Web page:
A few friends of ours arrived and checked out the cider. Johnny Jump Up was well liked. The Double L cider is nice, it really tastes of apples. I preferred the dry cider.

From Septemberfest, Farmleigh, September 2008

I also checked out Boozeberries, this is berries preserved in spirit so that the liquid tastes of berries. I really liked this stuff and bought a bottle of the blackcurrant. It would be lovely in cocktails, in champagne or poured over ice-cream.

I also wanted to talk to the people at Bunratty mead given my mead obsession. The lady I talked to wasn't very knowledgeable so after telling her Bunratty was actually a pyment I decided I might annoy her if I asked any more odd questions.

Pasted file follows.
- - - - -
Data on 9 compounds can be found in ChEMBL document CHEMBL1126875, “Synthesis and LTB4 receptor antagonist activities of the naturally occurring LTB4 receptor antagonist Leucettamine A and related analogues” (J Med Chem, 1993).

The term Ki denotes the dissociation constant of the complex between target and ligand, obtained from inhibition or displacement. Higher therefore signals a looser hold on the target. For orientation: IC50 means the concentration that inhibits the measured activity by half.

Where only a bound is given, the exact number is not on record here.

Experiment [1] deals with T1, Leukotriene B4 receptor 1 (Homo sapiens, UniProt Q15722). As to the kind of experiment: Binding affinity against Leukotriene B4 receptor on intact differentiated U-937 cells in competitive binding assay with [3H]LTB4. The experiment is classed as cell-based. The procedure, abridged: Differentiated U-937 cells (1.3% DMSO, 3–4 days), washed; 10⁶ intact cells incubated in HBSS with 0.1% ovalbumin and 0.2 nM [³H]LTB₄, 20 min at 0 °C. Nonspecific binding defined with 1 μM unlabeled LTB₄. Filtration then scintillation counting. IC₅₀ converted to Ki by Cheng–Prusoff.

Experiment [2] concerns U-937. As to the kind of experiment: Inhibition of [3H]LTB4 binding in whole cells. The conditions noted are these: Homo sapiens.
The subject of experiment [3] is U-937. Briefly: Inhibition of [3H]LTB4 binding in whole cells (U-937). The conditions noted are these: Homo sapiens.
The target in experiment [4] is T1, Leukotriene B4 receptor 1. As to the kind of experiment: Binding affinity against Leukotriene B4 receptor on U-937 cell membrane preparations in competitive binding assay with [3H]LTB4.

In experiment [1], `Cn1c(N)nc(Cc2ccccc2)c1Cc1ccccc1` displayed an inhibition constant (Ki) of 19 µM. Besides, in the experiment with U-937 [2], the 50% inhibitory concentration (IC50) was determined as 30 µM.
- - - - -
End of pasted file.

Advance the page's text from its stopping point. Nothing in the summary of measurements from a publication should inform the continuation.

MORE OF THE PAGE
The hall really filled up as the day went on. It was a rainy day so that probably drove people inside. For some mad reason the guys in the tiny tent across the field kept playing music even though there was nobody in the field to listen to them. It was a good mixed crowd, lots of families and foodies. Hopefully they might think about buying some Irish craft beer next time they're out and about.

From Septemberfest, Farmleigh, September 2008

Hearing in Colour and Crochet

I have been thinking about designing my own knitting and crochet patterns recently. I used to have a lovely hand knitted hat which I lost. Since I knit now I'm going to design something similar since I can't find a pattern like it. I also want a crochet shrug and haven't seen one I really like so the obvious answer is to design one.